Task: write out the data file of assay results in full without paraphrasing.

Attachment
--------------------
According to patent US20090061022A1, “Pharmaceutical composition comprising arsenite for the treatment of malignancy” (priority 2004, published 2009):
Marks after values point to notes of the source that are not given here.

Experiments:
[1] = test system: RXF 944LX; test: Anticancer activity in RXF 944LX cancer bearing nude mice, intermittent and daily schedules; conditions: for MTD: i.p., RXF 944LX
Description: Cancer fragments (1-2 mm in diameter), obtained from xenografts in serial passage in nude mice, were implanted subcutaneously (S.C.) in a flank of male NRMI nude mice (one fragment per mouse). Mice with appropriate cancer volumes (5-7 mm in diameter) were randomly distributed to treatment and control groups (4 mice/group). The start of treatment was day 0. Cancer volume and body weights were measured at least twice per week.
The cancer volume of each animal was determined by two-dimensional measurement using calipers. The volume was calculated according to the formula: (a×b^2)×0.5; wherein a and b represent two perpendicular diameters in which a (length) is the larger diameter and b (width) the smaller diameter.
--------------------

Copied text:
According to patent US20090061022A1, “Pharmaceutical composition comprising arsenite for the treatment of malignancy” (priority 2004, published 2009):
Marks after values point to notes of the source that are not given here.

Experiments:
[1] = test system: RXF 944LX; test: Anticancer activity in RXF 944LX cancer bearing nude mice, intermittent and daily schedules; conditions: for MTD: i.p., RXF 944LX
Description: Cancer fragments (1-2 mm in diameter), obtained from xenografts in serial passage in nude mice, were implanted subcutaneously (S.C.) in a flank of male NRMI nude mice (one fragment per mouse). Mice with appropriate cancer volumes (5-7 mm in diameter) were randomly distributed to treatment and control groups (4 mice/group). The start of treatment was day 0. Cancer volume and body weights were measured at least twice per week.
The cancer volume of each animal was determined by two-dimensional measurement using calipers. The volume was calculated according to the formula: (a×b^2)×0.5; wherein a and b represent two perpendicular diameters in which a (length) is the larger diameter and b (width) the smaller diameter.